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    An Empirical Investigation of Self: Bridging the Gap between ACT, Mindfulness and RFT


    Foody, Mairead (2013) An Empirical Investigation of Self: Bridging the Gap between ACT, Mindfulness and RFT. PhD thesis, National University of Ireland Maynooth.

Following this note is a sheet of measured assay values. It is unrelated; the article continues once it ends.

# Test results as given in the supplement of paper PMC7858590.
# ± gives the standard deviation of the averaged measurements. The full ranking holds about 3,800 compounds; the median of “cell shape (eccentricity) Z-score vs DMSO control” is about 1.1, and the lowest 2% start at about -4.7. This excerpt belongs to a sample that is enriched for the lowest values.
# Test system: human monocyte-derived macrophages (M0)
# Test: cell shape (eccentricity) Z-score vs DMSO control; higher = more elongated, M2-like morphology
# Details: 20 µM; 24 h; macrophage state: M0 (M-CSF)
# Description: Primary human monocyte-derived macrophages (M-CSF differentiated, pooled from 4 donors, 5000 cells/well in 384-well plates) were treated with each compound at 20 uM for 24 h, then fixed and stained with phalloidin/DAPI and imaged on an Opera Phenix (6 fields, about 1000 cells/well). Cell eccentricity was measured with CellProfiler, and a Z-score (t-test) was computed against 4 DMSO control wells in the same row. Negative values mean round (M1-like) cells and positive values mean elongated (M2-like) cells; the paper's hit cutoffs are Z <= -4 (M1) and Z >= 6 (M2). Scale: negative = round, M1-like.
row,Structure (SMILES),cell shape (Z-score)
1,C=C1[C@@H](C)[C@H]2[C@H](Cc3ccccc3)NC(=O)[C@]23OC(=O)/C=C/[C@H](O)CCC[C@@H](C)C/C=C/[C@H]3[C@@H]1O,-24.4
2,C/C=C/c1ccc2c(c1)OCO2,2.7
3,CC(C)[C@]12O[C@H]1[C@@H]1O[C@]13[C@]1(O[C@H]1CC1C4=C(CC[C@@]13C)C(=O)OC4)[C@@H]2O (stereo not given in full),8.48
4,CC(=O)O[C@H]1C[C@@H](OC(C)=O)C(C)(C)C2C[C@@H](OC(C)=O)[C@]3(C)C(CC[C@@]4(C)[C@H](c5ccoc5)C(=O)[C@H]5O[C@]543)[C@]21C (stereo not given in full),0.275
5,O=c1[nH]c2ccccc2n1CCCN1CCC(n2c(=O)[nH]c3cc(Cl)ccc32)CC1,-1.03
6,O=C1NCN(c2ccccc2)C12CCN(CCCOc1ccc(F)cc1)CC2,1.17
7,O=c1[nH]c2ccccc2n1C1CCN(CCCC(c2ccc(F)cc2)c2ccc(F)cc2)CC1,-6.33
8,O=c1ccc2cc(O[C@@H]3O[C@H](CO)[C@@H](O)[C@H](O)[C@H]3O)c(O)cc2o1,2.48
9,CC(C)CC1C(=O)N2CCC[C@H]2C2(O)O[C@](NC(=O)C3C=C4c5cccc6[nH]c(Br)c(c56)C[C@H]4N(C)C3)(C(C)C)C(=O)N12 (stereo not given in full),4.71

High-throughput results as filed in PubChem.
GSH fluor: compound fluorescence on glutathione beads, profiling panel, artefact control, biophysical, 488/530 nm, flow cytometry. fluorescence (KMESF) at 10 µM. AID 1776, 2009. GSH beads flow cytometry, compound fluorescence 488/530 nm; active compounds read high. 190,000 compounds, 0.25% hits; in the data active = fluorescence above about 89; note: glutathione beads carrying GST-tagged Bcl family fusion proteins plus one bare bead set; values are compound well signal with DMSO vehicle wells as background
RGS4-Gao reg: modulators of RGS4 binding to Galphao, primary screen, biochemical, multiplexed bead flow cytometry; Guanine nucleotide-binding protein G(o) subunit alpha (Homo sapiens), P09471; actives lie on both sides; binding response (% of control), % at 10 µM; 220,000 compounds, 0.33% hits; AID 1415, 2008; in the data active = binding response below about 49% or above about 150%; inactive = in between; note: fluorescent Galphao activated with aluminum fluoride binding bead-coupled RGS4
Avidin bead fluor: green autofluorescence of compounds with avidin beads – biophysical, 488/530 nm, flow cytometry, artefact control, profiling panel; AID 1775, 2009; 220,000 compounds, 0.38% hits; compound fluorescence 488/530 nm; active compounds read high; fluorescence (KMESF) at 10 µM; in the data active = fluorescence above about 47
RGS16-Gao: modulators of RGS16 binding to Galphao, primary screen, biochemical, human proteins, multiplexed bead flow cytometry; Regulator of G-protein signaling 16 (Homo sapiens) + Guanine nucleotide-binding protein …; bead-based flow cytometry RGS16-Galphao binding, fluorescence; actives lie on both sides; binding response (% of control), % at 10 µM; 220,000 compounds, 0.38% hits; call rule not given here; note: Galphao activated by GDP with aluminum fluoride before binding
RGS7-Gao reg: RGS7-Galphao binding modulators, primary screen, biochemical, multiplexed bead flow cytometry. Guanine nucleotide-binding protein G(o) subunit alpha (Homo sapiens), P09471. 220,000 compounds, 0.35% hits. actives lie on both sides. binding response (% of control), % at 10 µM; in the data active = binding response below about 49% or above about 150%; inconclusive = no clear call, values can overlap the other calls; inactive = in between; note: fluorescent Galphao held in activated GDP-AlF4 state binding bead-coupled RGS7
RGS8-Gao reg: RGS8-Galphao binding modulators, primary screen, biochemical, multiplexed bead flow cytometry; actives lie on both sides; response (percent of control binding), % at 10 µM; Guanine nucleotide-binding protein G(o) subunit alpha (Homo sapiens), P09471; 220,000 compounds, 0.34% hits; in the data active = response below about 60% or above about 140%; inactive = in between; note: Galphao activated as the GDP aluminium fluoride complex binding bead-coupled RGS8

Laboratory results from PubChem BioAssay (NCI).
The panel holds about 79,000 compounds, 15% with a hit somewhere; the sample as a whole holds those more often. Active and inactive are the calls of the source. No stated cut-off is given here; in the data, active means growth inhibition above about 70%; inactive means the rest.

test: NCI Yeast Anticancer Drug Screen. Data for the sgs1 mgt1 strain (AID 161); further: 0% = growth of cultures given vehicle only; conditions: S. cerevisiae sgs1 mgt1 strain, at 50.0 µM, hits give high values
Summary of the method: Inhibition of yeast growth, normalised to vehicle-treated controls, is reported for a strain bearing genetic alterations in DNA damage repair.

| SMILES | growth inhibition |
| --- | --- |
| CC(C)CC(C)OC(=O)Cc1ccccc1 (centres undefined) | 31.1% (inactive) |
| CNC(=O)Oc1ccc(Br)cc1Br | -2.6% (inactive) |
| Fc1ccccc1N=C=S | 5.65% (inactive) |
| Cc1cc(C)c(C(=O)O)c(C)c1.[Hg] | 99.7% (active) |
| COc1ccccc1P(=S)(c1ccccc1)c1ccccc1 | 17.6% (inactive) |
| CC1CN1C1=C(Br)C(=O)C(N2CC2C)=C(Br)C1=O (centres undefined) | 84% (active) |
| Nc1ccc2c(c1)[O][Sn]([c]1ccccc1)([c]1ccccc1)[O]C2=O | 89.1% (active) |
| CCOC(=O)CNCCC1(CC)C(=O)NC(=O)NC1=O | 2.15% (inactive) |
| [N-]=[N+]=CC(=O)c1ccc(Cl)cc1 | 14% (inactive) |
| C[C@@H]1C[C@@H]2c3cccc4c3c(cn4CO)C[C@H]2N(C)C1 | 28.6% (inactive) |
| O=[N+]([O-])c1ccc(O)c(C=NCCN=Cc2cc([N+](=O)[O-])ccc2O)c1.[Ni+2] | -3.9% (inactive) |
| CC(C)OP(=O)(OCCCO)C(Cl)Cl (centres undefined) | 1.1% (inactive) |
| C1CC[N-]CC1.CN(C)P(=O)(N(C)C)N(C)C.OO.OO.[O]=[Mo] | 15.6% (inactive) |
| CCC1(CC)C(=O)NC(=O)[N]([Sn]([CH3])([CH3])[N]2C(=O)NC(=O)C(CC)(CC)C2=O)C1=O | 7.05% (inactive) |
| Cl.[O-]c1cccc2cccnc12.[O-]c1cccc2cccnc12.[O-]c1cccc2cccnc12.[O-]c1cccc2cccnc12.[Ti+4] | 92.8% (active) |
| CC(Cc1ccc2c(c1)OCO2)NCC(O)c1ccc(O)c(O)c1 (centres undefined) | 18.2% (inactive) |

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    Abstract